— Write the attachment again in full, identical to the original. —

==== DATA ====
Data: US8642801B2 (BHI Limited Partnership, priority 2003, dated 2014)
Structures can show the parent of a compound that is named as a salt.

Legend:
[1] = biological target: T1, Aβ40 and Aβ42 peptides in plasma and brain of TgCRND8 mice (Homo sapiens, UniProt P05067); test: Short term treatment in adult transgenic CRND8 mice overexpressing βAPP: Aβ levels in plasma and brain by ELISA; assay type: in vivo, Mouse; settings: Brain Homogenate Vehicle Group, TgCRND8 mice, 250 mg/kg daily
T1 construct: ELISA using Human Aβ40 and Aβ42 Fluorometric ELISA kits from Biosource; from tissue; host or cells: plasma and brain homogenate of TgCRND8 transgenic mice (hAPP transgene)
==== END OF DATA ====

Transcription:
Data: US8642801B2 (BHI Limited Partnership, priority 2003, dated 2014)
Structures can show the parent of a compound that is named as a salt.

Legend:
[1] = biological target: T1, Aβ40 and Aβ42 peptides in plasma and brain of TgCRND8 mice (Homo sapiens, UniProt P05067); test: Short term treatment in adult transgenic CRND8 mice overexpressing βAPP: Aβ levels in plasma and brain by ELISA; assay type: in vivo, Mouse; settings: Brain Homogenate Vehicle Group, TgCRND8 mice, 250 mg/kg daily
T1 construct: ELISA using Human Aβ40 and Aβ42 Fluorometric ELISA kits from Biosource; from tissue; host or cells: plasma and brain homogenate of TgCRND8 transgenic mice (hAPP transgene)